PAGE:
It is a remarkable fact that the first arteriogram was published within a few months of Roentgen’s discovery of X-rays in 1895. This was achieved by injecting radiopaque paste into the artery of a cadaver upper limb, but it demonstrates that the possibility of human angiography was realized even at that early stage of the new science. However, in vivo angiography was not achieved until the 1920s, and it needed the development of safer intravascular contrast media in the 1930s, and percutaneous techniques of injection in the 1940s and 1950s for percutaneous arteriography to become a routine radiological procedure.


Renal Artery Aortic Aneurysm Digital Subtraction Angiography Renal Artery Stenosis Clinical Image 
These keywords were added by machine and not by the authors. This process is experimental and the keywords may be updated as the learning algorithm improves.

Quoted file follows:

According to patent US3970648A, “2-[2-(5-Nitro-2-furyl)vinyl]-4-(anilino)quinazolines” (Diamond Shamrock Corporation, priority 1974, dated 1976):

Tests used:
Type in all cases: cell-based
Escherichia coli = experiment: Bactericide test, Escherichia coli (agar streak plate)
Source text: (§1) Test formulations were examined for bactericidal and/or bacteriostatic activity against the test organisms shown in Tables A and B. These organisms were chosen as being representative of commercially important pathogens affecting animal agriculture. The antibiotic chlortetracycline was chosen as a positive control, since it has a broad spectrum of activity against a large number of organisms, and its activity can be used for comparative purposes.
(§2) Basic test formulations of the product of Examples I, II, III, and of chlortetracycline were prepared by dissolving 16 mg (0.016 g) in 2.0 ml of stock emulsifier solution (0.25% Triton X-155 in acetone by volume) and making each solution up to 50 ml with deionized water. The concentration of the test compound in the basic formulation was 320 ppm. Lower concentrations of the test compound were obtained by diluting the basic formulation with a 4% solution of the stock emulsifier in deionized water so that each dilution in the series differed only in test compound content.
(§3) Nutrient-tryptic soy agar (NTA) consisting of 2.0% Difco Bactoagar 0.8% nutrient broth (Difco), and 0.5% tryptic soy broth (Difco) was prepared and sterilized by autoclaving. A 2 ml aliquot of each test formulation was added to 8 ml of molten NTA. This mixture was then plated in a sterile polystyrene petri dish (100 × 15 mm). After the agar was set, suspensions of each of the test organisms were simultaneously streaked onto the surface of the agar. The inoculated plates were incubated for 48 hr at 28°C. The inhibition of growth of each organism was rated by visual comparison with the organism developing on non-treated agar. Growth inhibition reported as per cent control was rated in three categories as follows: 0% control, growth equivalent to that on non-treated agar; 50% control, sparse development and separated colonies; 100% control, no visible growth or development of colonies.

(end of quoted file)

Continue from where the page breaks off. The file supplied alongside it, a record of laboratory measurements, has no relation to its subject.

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References and Suggestions for Further Reading


  1. Abrams HL (ed) (1983) Angiography, 3rd edn. Little Brown, BostonGoogle Scholar
  2. Ansell G, Wilkins RA (1987) Complications in Diagnostic Imaging, 2nd edn. Blackwell, OxfordGoogle Scholar
  3. Athanasioulis CA et al. (eds) (1982) Interventional Radiology, Saunders, PhiladelphiaGoogle Scholar
  4. Carr DH (ed) (1988) Constrast Media. Churchill Livingstone, EdinburghGoogle Scholar
  5. Johnsrude IS, Dunnick J, Jackson DC (1987) A Practical Approach to Angiography, 2nd edn. Little Brown, BostonGoogle Scholar
  6. Kinmonth JB (1982) The Lymphatics: Surgery. Lymphography and Disorders of the Chyle and Lymph Systems. Edward Arnold, LondonGoogle Scholar
  7. Lea Thomas M (1982) Phlebography of the Lower Limb. Churchill Livingstone, EdinburghGoogle Scholar
  8. Sutton D (ed) (1987) A Textbook of Radiology and Imaging, 4th edn. Churchill Livingstone, EdinburghGoogle Scholar


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Copyright information

© Springer-Verlag London Limited 1990

Authors and Affiliations

  • D. Sutton

There are no affiliations available

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